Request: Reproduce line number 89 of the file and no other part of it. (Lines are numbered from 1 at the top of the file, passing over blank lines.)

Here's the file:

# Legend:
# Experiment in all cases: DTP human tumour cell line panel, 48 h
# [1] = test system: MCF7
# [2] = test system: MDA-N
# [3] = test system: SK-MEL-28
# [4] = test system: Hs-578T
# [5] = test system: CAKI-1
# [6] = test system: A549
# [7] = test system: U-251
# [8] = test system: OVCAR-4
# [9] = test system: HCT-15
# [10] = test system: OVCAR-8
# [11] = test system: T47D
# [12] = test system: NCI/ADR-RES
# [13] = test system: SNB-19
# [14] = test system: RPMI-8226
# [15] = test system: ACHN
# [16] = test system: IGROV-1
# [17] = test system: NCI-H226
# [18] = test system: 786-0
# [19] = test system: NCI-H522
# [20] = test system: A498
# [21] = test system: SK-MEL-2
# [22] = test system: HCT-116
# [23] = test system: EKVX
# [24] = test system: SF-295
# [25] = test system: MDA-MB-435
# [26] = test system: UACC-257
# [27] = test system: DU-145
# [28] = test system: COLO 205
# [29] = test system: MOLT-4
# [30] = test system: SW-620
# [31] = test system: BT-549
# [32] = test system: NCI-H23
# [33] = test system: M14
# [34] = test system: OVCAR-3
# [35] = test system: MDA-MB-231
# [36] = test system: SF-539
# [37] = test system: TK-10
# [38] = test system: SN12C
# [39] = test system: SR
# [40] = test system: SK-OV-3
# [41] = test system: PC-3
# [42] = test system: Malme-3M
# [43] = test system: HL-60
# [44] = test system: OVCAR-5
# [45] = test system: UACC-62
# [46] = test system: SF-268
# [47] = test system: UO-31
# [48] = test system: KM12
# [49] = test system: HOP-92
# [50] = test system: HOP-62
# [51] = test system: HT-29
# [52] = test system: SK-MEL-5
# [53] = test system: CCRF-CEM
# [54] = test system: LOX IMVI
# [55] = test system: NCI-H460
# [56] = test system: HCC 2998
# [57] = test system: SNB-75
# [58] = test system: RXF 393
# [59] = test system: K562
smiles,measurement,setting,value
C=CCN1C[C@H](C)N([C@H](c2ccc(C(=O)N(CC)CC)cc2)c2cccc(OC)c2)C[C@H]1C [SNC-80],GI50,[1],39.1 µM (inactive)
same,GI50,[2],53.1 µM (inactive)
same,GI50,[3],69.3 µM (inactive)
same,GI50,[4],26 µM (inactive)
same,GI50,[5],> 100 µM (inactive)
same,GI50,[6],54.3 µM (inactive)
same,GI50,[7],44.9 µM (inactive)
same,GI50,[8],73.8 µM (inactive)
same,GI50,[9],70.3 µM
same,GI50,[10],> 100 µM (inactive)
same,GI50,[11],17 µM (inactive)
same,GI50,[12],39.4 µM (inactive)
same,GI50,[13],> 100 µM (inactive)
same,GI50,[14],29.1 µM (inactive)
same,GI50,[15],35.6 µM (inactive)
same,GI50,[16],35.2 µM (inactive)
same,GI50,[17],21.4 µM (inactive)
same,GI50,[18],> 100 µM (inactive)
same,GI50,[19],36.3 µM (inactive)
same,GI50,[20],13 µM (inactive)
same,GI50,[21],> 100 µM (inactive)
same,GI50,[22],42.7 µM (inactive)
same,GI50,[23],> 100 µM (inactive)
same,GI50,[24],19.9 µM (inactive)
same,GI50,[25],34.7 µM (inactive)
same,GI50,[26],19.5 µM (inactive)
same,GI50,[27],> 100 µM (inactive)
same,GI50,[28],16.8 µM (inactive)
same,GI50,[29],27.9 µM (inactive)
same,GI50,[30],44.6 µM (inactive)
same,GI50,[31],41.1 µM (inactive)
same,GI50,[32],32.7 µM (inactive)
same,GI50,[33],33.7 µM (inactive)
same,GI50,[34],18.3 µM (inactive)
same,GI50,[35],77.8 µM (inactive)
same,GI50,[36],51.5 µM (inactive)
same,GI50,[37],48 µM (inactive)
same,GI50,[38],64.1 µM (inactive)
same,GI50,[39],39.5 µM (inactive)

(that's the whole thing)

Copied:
same,GI50,[27],> 100 µM (inactive)